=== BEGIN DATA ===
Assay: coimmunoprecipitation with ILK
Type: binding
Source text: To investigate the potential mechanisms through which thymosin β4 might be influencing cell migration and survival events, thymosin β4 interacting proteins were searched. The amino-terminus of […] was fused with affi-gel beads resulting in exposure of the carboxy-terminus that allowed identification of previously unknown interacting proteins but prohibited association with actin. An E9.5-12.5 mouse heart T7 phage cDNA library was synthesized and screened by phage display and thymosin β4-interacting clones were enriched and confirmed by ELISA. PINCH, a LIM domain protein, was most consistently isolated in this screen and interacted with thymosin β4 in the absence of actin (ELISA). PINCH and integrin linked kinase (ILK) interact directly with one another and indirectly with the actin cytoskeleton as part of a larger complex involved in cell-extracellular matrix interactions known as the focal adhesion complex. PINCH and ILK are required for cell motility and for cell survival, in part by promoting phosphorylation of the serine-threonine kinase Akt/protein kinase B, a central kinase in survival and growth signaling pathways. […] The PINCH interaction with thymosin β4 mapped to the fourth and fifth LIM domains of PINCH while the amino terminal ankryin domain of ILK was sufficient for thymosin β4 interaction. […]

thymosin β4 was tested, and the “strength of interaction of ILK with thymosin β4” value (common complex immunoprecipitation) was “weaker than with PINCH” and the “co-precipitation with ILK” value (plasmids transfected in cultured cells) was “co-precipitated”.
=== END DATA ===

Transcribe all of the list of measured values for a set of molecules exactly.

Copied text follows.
Assay: coimmunoprecipitation with ILK
Type: binding
Source text: To investigate the potential mechanisms through which thymosin β4 might be influencing cell migration and survival events, thymosin β4 interacting proteins were searched. The amino-terminus of […] was fused with affi-gel beads resulting in exposure of the carboxy-terminus that allowed identification of previously unknown interacting proteins but prohibited association with actin. An E9.5-12.5 mouse heart T7 phage cDNA library was synthesized and screened by phage display and thymosin β4-interacting clones were enriched and confirmed by ELISA. PINCH, a LIM domain protein, was most consistently isolated in this screen and interacted with thymosin β4 in the absence of actin (ELISA). PINCH and integrin linked kinase (ILK) interact directly with one another and indirectly with the actin cytoskeleton as part of a larger complex involved in cell-extracellular matrix interactions known as the focal adhesion complex. PINCH and ILK are required for cell motility and for cell survival, in part by promoting phosphorylation of the serine-threonine kinase Akt/protein kinase B, a central kinase in survival and growth signaling pathways. […] The PINCH interaction with thymosin β4 mapped to the fourth and fifth LIM domains of PINCH while the amino terminal ankryin domain of ILK was sufficient for thymosin β4 interaction. […]

thymosin β4 was tested, and the “strength of interaction of ILK with thymosin β4” value (common complex immunoprecipitation) was “weaker than with PINCH” and the “co-precipitation with ILK” value (plasmids transfected in cultured cells) was “co-precipitated”.